Actually, the bit is the last thing I introduce!! In a riding or a driving horse, if they are not used to a bit I do everything on a halter and do the bitting last and separate. It's a personal thing, I suppose, I just figure they have enough to worry about without being green bitted and driven on it straight away. I have a three year old I'm finishing off at the moment and she is still in a halter, I haven't actually driven her from the cart yet but, if I've got everything else right she should be OK. I would suggest since you are so very new (doesn't quite cover it, I know) to this you do all the bitting first as most people seem to think the bit gives you more control. Do this all completely separate of any driving training at all, and make sure the pony is completely happy in the bit before you even think about harness. I personally see this as a recipe for disaster, do you actually know if the cart is going to fit him?? Do you know if the harness is going to fit?? Could you post pictures of the cart, maybe with someone holding the horse in the shafts so we can help out with that one, also, get the harness on as best you can and again,post pictures, then we can start sorting you out- we promise only to laugh off screen!! smile.gif
Jane

DUMP THE CHECKREIN!!!!!

All good things come in small packages.......including horses!
Proudly breeding British Miniature Horses since 1978.
http://www.shadowplayminihorses.co.uk/

#6 Sonya

Sonya

    I'm a goner

  • Member
  • PipPipPipPipPipPipPip
  • 6,031 posts
  • Gender:Female
  • Location:Chesaning, MI
  • Interests:Camping, fishing, boating, bow hunting, snow skiing, bowling, fly-tying, breyer horses

Posted 02 July 2005 - 04:38 AM

The book "Breaking and Training the Driving Horse" by Doris Ganton has very good illustrations of the harness and all the parts.....I practiced on my lab (he is 120 lbs)...yes, he was very mad, but stood still longer than my mini would...he wore everything but the bit of course and he was not a fan of the crupper...
~Sonya~
**************

Animals are such agreeable friends - they ask no questions, they pass no criticisms.

What makes a river so restful to people is that it doesn't have any doubt - it is sure to get where it is going, and it doesn't want to go anywhere else.

#7 Feather1414

Feather1414

    Someone just shoot me!

  • Member
  • PipPipPipPipPipPip
  • 2,278 posts
  • Gender:Female
  • Location:Fort Collins Colorado

Posted 02 July 2005 - 08:19 PM

Apollo, I know how stressful it can be for a kid with no real sources to break a horse to drive. So far I am breaking Dealer and Peanut and its going fairly well.


I start out my horses by putting on EVERYTHING but the breastcollar. In other words, they are wearing the bridal WITH a bit, the saddle and the crupper. I do everything up. I then take them out to the round pen, and turn them loose to run around in their new harness. Cut their his work time in half because a horse in harness will work himself harder. I do this for a week and then I start with the ground driving.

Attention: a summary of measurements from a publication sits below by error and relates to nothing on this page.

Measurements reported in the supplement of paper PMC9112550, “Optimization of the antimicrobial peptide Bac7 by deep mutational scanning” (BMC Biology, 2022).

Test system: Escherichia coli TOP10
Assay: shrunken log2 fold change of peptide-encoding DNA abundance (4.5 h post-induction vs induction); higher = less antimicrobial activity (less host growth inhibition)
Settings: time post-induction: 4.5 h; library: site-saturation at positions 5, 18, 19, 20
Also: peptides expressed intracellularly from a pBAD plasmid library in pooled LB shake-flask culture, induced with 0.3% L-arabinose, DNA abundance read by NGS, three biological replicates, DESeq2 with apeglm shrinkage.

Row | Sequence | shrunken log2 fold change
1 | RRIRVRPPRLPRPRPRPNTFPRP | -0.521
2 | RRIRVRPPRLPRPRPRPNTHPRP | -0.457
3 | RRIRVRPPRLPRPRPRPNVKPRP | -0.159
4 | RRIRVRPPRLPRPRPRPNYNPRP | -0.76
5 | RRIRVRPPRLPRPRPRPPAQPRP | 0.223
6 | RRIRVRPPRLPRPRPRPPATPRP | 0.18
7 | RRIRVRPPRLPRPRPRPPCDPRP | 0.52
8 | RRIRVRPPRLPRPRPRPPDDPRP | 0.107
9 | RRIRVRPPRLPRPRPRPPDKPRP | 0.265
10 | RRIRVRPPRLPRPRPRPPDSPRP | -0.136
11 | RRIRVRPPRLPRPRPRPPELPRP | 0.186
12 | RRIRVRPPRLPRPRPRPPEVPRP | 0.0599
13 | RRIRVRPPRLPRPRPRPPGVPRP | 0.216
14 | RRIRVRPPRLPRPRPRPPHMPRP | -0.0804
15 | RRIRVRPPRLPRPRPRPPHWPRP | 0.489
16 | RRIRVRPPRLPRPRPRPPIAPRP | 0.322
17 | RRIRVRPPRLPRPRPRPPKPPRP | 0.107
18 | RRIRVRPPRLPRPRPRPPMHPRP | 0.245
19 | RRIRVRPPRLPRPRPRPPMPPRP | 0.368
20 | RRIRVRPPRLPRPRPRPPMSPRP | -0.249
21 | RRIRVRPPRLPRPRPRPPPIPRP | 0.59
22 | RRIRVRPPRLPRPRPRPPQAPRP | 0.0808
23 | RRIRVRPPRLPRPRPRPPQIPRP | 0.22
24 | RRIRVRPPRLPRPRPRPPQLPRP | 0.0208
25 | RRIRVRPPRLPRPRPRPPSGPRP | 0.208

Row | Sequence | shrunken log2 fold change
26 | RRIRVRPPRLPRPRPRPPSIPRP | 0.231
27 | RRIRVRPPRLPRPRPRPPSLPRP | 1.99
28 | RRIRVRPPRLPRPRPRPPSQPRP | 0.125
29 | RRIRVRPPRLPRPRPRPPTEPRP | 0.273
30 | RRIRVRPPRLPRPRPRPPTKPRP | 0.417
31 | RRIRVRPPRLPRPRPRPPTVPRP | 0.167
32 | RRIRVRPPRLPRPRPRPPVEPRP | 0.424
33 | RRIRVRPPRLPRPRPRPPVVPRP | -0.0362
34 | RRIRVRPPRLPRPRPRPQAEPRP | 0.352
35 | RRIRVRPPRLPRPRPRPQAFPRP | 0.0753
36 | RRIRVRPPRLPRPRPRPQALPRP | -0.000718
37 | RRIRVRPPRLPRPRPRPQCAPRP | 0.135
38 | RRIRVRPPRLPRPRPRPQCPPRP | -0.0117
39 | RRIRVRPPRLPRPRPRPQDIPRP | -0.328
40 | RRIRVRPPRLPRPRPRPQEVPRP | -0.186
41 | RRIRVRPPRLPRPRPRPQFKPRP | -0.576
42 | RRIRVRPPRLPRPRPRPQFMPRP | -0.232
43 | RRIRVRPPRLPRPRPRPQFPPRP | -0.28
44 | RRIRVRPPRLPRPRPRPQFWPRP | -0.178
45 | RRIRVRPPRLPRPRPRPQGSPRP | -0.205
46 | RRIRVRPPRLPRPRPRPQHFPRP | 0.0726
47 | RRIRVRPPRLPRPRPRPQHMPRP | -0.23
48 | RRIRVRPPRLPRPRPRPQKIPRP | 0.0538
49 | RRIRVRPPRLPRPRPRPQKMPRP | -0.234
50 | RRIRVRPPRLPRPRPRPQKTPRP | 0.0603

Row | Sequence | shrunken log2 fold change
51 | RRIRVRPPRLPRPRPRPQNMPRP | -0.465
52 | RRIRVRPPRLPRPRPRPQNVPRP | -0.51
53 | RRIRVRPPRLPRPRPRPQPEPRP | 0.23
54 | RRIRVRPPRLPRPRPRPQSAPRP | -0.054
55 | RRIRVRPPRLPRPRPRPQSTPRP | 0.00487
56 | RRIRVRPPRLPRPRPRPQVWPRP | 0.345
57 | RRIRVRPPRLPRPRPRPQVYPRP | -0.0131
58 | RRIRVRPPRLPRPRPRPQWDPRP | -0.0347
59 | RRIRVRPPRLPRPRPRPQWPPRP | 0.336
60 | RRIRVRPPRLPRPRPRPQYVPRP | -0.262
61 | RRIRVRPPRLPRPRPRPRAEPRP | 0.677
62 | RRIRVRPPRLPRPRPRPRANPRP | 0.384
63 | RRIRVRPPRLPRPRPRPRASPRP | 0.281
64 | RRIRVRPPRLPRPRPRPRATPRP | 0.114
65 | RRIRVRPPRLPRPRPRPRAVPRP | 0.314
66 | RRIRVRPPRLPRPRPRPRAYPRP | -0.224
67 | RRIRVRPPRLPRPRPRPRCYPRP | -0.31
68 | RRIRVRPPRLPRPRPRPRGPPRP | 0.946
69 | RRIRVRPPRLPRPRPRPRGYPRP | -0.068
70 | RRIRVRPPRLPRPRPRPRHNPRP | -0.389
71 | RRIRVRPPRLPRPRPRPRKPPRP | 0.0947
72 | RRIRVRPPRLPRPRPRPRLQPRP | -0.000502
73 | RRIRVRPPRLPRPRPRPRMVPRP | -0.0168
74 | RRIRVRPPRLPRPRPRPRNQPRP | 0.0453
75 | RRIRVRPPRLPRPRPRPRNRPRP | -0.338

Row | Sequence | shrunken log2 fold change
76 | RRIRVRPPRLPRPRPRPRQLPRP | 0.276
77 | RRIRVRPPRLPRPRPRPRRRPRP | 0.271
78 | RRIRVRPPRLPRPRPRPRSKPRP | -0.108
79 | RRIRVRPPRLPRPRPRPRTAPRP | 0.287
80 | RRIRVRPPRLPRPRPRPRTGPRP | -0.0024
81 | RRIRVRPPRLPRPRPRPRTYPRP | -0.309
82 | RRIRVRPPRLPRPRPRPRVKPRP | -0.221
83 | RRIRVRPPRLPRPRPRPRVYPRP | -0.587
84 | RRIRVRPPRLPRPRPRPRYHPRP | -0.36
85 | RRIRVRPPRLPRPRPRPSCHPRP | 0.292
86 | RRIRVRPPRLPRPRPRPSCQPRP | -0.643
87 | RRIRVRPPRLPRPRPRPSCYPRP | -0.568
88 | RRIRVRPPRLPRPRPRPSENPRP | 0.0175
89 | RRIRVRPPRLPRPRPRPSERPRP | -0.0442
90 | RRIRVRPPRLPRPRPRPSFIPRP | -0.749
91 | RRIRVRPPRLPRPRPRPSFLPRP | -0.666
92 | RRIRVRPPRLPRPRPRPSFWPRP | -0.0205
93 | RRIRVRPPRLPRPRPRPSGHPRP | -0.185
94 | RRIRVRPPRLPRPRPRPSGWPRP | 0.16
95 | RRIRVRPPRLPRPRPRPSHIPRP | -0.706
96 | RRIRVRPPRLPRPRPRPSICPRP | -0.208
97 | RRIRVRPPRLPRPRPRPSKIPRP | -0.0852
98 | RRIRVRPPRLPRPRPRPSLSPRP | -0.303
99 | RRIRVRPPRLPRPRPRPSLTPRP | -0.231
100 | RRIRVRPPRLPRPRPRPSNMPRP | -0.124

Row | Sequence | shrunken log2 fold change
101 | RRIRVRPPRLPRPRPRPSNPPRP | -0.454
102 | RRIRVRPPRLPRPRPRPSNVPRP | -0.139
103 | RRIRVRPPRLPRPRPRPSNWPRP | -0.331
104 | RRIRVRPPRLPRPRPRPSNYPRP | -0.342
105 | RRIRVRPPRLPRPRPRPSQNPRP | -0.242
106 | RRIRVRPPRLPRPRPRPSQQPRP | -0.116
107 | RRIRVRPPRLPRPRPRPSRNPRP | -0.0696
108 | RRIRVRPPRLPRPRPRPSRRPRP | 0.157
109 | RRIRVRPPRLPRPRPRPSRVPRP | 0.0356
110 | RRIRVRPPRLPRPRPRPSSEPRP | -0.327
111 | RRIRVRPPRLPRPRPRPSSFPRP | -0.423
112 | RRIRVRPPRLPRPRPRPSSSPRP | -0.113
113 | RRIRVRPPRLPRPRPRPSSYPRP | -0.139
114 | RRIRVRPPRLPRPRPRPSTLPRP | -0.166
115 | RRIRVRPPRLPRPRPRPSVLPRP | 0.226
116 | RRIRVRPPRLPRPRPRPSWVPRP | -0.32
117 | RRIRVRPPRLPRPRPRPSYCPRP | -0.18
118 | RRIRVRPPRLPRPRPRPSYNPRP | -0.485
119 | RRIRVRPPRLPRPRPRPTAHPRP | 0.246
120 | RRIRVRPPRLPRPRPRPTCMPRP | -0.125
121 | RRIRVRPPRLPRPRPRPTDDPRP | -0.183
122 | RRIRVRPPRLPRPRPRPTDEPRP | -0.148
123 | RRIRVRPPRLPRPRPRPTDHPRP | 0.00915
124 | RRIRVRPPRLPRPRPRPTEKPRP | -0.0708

I do realize that this is probably NOT the answer you are really looking for. If you send pics of Apollo harnessed up as best as you can get it, we here on the forum can critique you and show you whats wrong with it.

I do realize that not all will agree with my training method, but let me point out that this is how I do it((and my trainer)) and she has been the top driver and driving trainer in the state for quite a while.Don't flame me for my own opinion!
~*Jamie*~

Crickette Farm Miniatures

Lowes Dealer

LNR's Flyin High

#8 chandab

chandab

    LB Forum Elite Member!

  • Member
  • PipPipPipPipPipPipPipPip
  • 10,461 posts
  • Gender:Female
  • Location:NE Montana
  • Interests:Horses and Quilting

Posted 03 July 2005 - 10:06 AM

QUOTE(hobbyhorse23 @ Jul 2 2005, 02:16 AM)

Liltnt, yes, you can start with pieces. If you horse is not broken to the bridle and having a bit in his mouth it is important to get him used to that before anything else. If he doesn't know how to stop and turn from your rein signals there's no point going further! biggrin.gif The chest piece is called the breastcollar, and you won't need that until you start him dragging weight. For absolutely basic training and beginning ground driving, all you need is the bridle, reins, and the backsaddle (the part that goes behind their withers and has a cinch.) This is so you can run the reins through the terrets which keeps them off the ground, on the correct side, and coming from the right direction if the horse spins around on you (which he likely will at first.)


Best of luck!

Leia

View Post




Not needing a full harness to start is good to know... I picked up a used harness on eBay with the intentions of using it for ground breaking purposes. It was advertised as missing the bridle, no big deal, except... I got it and the breastcollar was missing too. So, since the backsaddle, crupper and breeching are all there; it'll work great for the initial starts and stops. laugh.gif

Chanda
HC Minis

Stallions: Little Kings Cat on Top, Paper Mache`
Mares: Misty, Tana, Showy, Caddy, Honey, Bonny, Dolly and Baybe
Geldings: Dakota and Jasper

Donkey: Tilly

2012 colts: Monty, Manny and Junior





0 user(s) are reading this topic

0 members, 0 guests, 0 anonymous users